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EN 349 Safety of machinery.
Minimum gaps to avoid crushing of parts of the human body (and BS EN 349 as published by BSI in the UK) has been with us since 1993 and has proven to be a very useful standard for machine builders and engineers designing or specifying guards, particularly perimeter guarding.
At the time of writing, the current version of the standard is BS EN 349:1993+A1:2008, with the 2008 amendment just adding a pair of appendices referencing the old and new Machinery Directives. EN 349 is Harmonised to the Machinery Directive 2006/42/EC and provides a presumption of conformity with certain essential health and safety requirements (EHSRs).
Compared with some other machinery safety standards, EN 349 is uncontroversial, simple to understand and straightforward to use, though care has to be taken in its application.
Risk assessment Before reaching for a copy of EN 349 and designing or specifying machine guards it is important to conduct a risk assessment, ideally in line with the requirements of EN ISO 12100:2010 Safety of machinery.
General principles for design. Risk assessment and risk reduction (with the equivalent in the UK being BS EN ISO 12100:2010).
If possible, the machine should be designed to be inherently safe so that it does not need measures such as guarding.
In fact EN 349 can help in this respect because if gaps are sufficiently large, then they do not need to be guarded to prevent crush injuries.
Nevertheless, a risk assessment should be the first step taken.
An EN ISO 12100:2010 risk assessment should cover all aspects of the machine’s lifecycle, including assembly, maintenance, disassembly and so on.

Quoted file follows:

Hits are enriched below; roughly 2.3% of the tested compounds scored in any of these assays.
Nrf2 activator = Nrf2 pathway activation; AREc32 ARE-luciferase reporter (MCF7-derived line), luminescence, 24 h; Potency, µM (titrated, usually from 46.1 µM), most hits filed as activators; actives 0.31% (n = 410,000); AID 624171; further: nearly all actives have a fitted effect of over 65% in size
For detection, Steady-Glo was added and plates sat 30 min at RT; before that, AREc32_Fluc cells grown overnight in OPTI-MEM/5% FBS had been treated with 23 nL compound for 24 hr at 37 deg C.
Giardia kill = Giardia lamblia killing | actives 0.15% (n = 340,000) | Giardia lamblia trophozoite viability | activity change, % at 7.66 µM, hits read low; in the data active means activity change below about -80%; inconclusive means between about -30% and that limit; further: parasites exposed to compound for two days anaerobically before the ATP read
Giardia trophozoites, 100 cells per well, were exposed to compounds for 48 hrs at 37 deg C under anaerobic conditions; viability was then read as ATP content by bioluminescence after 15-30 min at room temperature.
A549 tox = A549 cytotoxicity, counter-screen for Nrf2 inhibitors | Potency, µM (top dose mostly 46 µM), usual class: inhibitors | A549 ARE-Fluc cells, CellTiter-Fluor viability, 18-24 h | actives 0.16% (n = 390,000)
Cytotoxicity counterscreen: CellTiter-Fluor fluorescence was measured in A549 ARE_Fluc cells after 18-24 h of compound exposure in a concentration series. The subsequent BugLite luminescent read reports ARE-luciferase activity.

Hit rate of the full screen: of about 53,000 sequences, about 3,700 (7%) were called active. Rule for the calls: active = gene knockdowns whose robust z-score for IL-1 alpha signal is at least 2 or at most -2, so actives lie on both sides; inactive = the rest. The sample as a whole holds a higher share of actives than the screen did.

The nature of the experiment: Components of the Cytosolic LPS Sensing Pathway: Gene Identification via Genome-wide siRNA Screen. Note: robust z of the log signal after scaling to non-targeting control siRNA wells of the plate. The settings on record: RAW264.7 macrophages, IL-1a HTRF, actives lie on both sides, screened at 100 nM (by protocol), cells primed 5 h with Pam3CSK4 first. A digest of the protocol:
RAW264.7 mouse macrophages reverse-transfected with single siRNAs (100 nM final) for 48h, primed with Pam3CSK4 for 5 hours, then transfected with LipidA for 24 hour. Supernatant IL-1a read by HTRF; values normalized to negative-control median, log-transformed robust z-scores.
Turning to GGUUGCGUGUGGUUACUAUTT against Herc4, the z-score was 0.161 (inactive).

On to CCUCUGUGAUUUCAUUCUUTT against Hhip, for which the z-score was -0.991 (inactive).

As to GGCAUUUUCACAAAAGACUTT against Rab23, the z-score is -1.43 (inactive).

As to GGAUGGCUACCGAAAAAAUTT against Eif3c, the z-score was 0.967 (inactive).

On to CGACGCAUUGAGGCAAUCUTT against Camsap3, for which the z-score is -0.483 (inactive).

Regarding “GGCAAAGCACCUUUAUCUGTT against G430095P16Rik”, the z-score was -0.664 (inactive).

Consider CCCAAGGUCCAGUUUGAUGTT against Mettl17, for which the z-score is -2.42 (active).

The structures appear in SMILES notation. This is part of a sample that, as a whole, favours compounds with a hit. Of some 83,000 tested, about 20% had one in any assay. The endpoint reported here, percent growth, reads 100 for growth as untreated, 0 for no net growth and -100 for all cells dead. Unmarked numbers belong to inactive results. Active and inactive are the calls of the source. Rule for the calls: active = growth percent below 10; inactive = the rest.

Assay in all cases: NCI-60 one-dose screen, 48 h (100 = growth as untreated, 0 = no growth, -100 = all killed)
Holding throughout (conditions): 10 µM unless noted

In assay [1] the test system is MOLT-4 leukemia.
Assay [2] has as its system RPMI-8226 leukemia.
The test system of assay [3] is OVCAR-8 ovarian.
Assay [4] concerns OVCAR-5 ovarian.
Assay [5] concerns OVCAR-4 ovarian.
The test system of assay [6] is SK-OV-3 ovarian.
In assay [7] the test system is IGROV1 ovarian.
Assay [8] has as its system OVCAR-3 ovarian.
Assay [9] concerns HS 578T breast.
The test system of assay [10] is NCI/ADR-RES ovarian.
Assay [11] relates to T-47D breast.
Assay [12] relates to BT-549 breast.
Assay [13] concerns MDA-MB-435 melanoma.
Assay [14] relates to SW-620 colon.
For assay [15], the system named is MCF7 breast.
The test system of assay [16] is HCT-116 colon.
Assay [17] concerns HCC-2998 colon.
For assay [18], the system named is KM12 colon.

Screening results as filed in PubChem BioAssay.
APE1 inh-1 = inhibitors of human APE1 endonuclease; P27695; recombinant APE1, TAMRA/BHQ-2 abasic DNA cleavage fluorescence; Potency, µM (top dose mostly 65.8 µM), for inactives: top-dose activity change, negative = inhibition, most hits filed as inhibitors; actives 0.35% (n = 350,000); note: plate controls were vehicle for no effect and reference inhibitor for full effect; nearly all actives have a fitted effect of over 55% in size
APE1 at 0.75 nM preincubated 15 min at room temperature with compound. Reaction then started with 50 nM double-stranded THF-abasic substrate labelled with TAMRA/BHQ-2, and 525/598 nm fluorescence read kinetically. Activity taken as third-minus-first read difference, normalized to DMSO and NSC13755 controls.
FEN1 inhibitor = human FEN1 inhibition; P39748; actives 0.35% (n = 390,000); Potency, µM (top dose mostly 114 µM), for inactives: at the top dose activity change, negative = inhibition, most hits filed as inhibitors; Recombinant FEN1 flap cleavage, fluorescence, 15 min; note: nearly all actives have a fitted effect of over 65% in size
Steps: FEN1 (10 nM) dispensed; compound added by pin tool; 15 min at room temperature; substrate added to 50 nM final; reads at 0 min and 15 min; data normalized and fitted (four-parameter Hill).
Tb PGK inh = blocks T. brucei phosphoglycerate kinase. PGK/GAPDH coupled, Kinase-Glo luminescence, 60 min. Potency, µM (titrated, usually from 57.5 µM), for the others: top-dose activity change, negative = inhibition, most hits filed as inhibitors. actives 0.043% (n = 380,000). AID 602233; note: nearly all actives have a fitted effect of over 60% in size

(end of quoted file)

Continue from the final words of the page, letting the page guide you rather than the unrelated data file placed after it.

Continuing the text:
Although it may not seem obvious when reading EN 349, there is an implication that needs to be considered: it is easy to imagine situations where fingers could be crushed while handling heavy components during assembly, maintenance and disassembly.
Although the formal risk assessment may show the likelihood of occurrence to be small, the severity of the injury (finger amputation) is serious enough that the designer should take reasonably practicable steps to eliminate the risk.
In reality, it would be impossible to design-out all potential finger-crushing gaps, so there will be residual risks for which the appropriate action could be to state in the machine instructions that care must be taken when handling heavy parts (using appropriate lifting equipment if necessary) so as to avoid fingers being crushed.
The risk assessment also needs to take into account the people who are likely to be using the machinery because the anthropomorphic data used to determine the ‘safe’ gaps stated in EN 349 will not cover 100 per cent of the population or those wearing bulky clothing or PPE (personal protective equipment). Furthermore, EN 349 refers to children (if they are in the ‘population at risk’) whereas EN ISO 13857, relating to safety distances (see Normative references below), applies only to people of 14 years and older for upper and lower limbs, and children older than three years where the designer needs to address reaching through openings.
Explaining the requirements for minimum gaps to avoid crush hazards Jeremy Procter, a Member of standards committees ISO/TC 199/WG 6 (Safety distances and ergonomic aspects) and BSI MCE/3 (Safeguarding of machinery), and Managing Director of Procter Machine Guarding, explains the requirements in EN 349, Safety of Machinery.
Minimum gaps to avoid crushing of parts of the human body.
1st edition - December 2015